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Bechtler jazz keeps growing

By Courtney Devores
Correspondent

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  • PREVIEW

    Jazz at the Bechtler

    WHEN: 6 and 8:15 p.m. Sept. 6.

    WHERE: Bechtler Museum of Modern Art, 420 S. Tryon St.

    TICKETS: $12; free to museum members.

    DETAILS: 704-343-9200; www.bechtler.org.



The atrium of the Bechtler Museum of Modern Art is standing-room only. Couples sip wine in seats. Late comers huddle in every available space. Some stand in the uptown museum’s gift shop trying to get a glimpse of the Ziad Jazz Quartet – the versatile house band for the Bechtler’s successful monthly jazz series – and its guest vocalist.

The two-night engagement by Gastonia native and Atlanta-based actress/singer Maria Howell (“The Color Purple,” currently NBC’s “Revolution”) isn’t a typical evening, but it is an indication of how well its jazz series is doing.

“That was a special event,” says Christopher Lawing, vice president of programming for the Bechtler. “What we’re shooting for is no more than 275 per concert, maybe 300.”

The Bechtler’s first Friday concert series regularly attracts sell-out crowds, so it’s expanding from one show to two beginning with the Ziad Jazz Quartet’s Latin Jazz concert Aug. 2.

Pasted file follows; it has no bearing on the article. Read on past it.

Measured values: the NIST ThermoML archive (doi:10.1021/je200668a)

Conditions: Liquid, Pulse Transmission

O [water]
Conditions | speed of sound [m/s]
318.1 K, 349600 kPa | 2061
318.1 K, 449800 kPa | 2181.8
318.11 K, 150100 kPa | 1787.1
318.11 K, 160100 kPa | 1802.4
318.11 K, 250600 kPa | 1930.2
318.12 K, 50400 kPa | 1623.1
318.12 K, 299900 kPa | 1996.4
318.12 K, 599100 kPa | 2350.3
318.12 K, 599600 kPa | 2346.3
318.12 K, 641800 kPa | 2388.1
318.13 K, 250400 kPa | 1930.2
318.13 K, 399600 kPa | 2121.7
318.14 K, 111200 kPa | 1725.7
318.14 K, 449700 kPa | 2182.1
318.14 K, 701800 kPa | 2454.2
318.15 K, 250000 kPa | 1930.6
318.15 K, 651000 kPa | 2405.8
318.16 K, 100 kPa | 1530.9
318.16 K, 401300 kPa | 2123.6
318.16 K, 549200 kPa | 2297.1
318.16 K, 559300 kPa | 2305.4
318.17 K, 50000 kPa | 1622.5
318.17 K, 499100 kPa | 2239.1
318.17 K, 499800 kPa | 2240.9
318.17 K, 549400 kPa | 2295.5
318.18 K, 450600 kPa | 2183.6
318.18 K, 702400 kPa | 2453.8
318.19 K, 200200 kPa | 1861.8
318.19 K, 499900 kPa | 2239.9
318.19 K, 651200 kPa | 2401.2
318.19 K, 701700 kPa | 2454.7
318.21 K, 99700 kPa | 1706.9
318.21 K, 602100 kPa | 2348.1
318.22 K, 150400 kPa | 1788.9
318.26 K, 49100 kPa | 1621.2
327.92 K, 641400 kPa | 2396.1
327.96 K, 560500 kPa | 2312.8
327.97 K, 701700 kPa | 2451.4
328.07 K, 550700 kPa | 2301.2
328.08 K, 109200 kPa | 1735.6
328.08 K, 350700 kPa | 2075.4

“When we’re turning away 100 or so people each and every concert, and selling out online a week before, that tells me we need to do something different,” says Lawing.

Separate concerts will take place at 6 and 8:15 p.m. This keeps audiences from spilling into the gift shop.

“I plan the audience to be no larger than people can comfortably and emotionally connect with the performance,” Lawing says. “I want to keep it intimate.”

The turnout for Jazz at the Bechtler has been steadily growing since its first show drew about 60 people in May 2010 – just months after the museum opened. By the end of the summer, 300-350 people were coming to each concert.

Like the museum’s film, chamber music and family programs, the jazz series is tied to its visual art.

“We always try to tie it back into who we are as a museum or modern art in general,” Lawing says. “The jazz we present is the sweet spot for the jazz era. Post-war Europe is the era for our collection. We always try to make a connection. People appreciate that. Music, dance, art, theater – these things didn’t just happen in bubbles.”

While many arts organizations are struggling in the current economic climate, the jazz series has done surprisingly well in attracting music fans who may not be museum members.

Adds jazz promoter Tammy Greene, who has watched the popularity of live jazz increase over the past few years: “I think that the word of mouth is helping the Bechtler grow, which in turn is good for jazz overall. I think people are now searching for jazz in Charlotte and finding it various places. It’s pretty exciting. I always knew in my heart that there are jazz lovers here.”

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